Marcellus Shale Could Have Major Impact
Published: Thursday, March 25, 2010
Updated: Thursday, March 25, 2010 15:03
BC3 is proactive in the development and education of Marcellus Shale gas in and around the Butler County community.
Marcellus Shale covers about 54,000 square miles, an area which stretches from upstate New York, spreading across Pennsylvania into Ohio and continuing through West Virginia. The shale formation is at a depth of 5,000 to 8,000 feet and is believed to hold trillions of cubic feet of natural gas.
BC3 has been approached by local gas companies for leasing purposes of the main campus' 323 acres of land.
"We have made no commitment whatsoever," said William O'Brien BC3 Vice President for Continuing Education and Off-Campus Sites. "Basically when [Gas Companies] knock on your door you listen, and that's where we're at the listening phase."
"Whatever the opportunity, the College does a sound job of analyzing. This case is no different. We will do our homework and talk to the appropriate stakeholders before making any decision," said Dr. Nicholas Neupauer, BC3 president.
BC3's goal is to educate local Pennsylvanians to be able to mine, operate and maintain any Marcellus Shale plants or pipelines that are in Pa. According to O'Brien there will be 5,000 to 13,000 new jobs available in Shale around Pa. in the near future.
Most of the jobs being created in Pa. now are outsourced to other workers from states like Texas, because of their knowledge and on the job training.
BC3 held a meeting April 22 to inform local landowners about leasing their land. On April 26, the College also held a meeting with local gas companies April 26 to help the College create a curriculum for Marcellus Shale drilling.
Rex Energy Corporation and Stonehenge Energy Resources, L.P. recently created a midstream joint venture called the Keystone Midstream.
Midstream companies are responsible for the gas after it has been drilled. These companies process, store, and transport the gas to the retailer.
"Forming the Keystone Midstream joint venture significantly reduces Rex Energy's capital investment in necessary infrastructure in Butler County and leverages the extensive midstream experience of the Stonehenge management team," said Benjamin Hulburt, Rex Energy's President and CEO.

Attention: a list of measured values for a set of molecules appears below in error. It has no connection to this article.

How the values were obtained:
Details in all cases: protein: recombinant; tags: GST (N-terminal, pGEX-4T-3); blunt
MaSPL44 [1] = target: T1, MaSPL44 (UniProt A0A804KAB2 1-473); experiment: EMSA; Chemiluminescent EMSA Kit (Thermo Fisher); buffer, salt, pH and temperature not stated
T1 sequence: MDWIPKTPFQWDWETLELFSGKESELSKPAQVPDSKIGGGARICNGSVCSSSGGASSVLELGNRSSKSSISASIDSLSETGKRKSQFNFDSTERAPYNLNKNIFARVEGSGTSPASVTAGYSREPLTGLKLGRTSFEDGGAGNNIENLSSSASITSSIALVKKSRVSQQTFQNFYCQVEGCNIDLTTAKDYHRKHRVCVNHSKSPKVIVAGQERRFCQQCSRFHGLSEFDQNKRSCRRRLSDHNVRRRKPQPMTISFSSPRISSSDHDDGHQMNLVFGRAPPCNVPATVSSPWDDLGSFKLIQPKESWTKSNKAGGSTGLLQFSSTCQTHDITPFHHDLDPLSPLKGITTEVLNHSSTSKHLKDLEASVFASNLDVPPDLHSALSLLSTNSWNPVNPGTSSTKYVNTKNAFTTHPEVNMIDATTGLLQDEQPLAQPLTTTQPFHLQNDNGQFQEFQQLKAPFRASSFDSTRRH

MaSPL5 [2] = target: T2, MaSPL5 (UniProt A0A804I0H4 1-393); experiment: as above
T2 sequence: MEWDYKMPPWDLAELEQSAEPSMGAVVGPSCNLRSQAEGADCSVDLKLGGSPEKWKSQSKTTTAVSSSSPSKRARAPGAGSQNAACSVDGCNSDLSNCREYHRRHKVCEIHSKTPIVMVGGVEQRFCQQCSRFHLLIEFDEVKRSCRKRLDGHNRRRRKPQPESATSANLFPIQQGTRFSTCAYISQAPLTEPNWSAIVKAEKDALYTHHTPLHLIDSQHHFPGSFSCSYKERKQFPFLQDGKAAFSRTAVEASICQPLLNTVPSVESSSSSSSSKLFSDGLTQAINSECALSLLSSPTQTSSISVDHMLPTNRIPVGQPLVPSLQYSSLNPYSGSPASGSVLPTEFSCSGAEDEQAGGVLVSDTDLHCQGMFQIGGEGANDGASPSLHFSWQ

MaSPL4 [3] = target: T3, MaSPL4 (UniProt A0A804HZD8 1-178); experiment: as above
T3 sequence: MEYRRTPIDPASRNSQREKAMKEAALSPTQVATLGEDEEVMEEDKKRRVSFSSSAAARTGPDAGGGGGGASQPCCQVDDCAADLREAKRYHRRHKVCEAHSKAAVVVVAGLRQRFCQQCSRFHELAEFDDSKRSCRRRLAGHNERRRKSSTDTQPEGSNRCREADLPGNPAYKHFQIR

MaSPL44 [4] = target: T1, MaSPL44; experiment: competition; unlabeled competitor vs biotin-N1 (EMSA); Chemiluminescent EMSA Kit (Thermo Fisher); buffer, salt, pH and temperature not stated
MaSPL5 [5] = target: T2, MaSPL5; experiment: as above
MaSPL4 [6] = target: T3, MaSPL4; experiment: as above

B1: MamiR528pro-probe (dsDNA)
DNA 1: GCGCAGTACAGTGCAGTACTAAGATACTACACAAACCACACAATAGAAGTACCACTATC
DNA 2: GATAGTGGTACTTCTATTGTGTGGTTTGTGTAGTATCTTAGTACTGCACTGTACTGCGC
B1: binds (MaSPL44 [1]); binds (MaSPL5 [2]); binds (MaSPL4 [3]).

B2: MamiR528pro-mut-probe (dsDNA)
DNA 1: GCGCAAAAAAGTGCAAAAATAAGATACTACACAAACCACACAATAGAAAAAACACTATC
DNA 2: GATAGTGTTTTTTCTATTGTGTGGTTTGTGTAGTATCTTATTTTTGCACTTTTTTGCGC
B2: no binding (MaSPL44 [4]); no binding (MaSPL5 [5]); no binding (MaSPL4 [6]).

Keystone Midstream will initially invest up to $25 million to build a high pressure gathering system and cryogenic gas processing plant in Butler County. This plant will be located with the existing refrigeration plant in Forward Township, near the Connoquenessing border.
A cryogenic gas processing plant cools the gas to sub-zero temperatures to remove any condensable liquids from the natural gas. These liquids are called Natural Gas Liquids (NLG's) and include ethane, propane, and butane. The NGLs are moved to markets and used for fuels in petrochemical plants and refineries. The remaining gas mainly consists of methane and it is transported by pipeline to markets as fuel for heating, cooking, and generating electricity.
Butler County gas has a BTU level of 1250, which means there are more NGL's. The Cryogenic Plant will take more of the NGL's out of the natural gas than the refrigeration plant. This will make Butler's gas supply more usable in household terms. Normal BTU for natural gas is 1100.
Marcellus Shale is becoming easier to obtain with a horizontal technology that has been used in Texas for the past 20 to 30 years. Rex Energy has drilled two horizontal wells in Butler County in 2010. One reaches about 3,700ft from the vertical well.
Rex Energy plans to drill eight more horizontal wells in Butler County this year. In 2009 Rex Energy drilled its first horizontal well and had four vertical wells drilled in 2008.
"We think Butler County is going to be our best opportunity for retrieving the most natural gas in Pennsylvania," said Julia Williams, Manager of Investor Relations at Rex Energy.
In the process of Horizontal Drilling water is used to fracture the shale and to carry the gas out of the well. This process has gained attention by the Department of Environmental Protection (DEP).
"There are strict laws in place to help ensure that drilling is done safely," said Tom Rathbun, DEP spokesman. Ratbun also stated companies must comply with the DEP to ensure that any drinking water supply is protected, and that the large temporary ponds which hold water for "fracing" purposes are built according to regulations.
Governor Ed Rendell told DEP to hire 68 additional personnel. They will be funded entirely from money generated by new, higher permitting fees instituted in 2009. There is also talk of an extraction tax that Governor Rendell is lobbying for.